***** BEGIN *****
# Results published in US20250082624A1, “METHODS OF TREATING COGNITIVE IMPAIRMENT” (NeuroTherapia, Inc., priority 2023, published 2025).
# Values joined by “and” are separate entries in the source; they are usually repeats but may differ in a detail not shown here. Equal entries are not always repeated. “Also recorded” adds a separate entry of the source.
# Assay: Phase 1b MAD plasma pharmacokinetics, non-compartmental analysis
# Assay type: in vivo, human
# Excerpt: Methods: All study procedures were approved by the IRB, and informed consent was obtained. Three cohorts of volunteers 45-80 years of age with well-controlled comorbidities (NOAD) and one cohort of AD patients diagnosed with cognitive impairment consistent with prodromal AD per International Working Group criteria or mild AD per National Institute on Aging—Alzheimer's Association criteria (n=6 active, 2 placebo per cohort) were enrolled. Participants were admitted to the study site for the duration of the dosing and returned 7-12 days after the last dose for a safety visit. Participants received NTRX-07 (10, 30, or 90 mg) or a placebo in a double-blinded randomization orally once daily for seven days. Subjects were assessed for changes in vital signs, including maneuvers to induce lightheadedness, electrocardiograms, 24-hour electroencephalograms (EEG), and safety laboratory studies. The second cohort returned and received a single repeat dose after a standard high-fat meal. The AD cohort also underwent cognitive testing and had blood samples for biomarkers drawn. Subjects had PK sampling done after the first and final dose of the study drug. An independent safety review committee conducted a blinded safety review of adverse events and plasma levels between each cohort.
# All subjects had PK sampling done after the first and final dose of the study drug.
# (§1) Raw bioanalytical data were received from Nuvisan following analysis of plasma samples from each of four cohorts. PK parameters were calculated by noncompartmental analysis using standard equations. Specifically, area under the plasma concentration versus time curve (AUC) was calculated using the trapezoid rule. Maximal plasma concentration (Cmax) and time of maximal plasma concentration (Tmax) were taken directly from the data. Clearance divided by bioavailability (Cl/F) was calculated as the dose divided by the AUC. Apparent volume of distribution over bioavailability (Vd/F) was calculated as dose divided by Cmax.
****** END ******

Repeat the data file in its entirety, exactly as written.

# Results published in US20250082624A1, “METHODS OF TREATING COGNITIVE IMPAIRMENT” (NeuroTherapia, Inc., priority 2023, published 2025).
# Values joined by “and” are separate entries in the source; they are usually repeats but may differ in a detail not shown here. Equal entries are not always repeated. “Also recorded” adds a separate entry of the source.
# Assay: Phase 1b MAD plasma pharmacokinetics, non-compartmental analysis
# Assay type: in vivo, human
# Excerpt: Methods: All study procedures were approved by the IRB, and informed consent was obtained. Three cohorts of volunteers 45-80 years of age with well-controlled comorbidities (NOAD) and one cohort of AD patients diagnosed with cognitive impairment consistent with prodromal AD per International Working Group criteria or mild AD per National Institute on Aging—Alzheimer's Association criteria (n=6 active, 2 placebo per cohort) were enrolled. Participants were admitted to the study site for the duration of the dosing and returned 7-12 days after the last dose for a safety visit. Participants received NTRX-07 (10, 30, or 90 mg) or a placebo in a double-blinded randomization orally once daily for seven days. Subjects were assessed for changes in vital signs, including maneuvers to induce lightheadedness, electrocardiograms, 24-hour electroencephalograms (EEG), and safety laboratory studies. The second cohort returned and received a single repeat dose after a standard high-fat meal. The AD cohort also underwent cognitive testing and had blood samples for biomarkers drawn. Subjects had PK sampling done after the first and final dose of the study drug. An independent safety review committee conducted a blinded safety review of adverse events and plasma levels between each cohort.
# All subjects had PK sampling done after the first and final dose of the study drug.
# (§1) Raw bioanalytical data were received from Nuvisan following analysis of plasma samples from each of four cohorts. PK parameters were calculated by noncompartmental analysis using standard equations. Specifically, area under the plasma concentration versus time curve (AUC) was calculated using the trapezoid rule. Maximal plasma concentration (Cmax) and time of maximal plasma concentration (Tmax) were taken directly from the data. Clearance divided by bioavailability (Cl/F) was calculated as the dose divided by the AUC. Apparent volume of distribution over bioavailability (Vd/F) was calculated as dose divided by Cmax.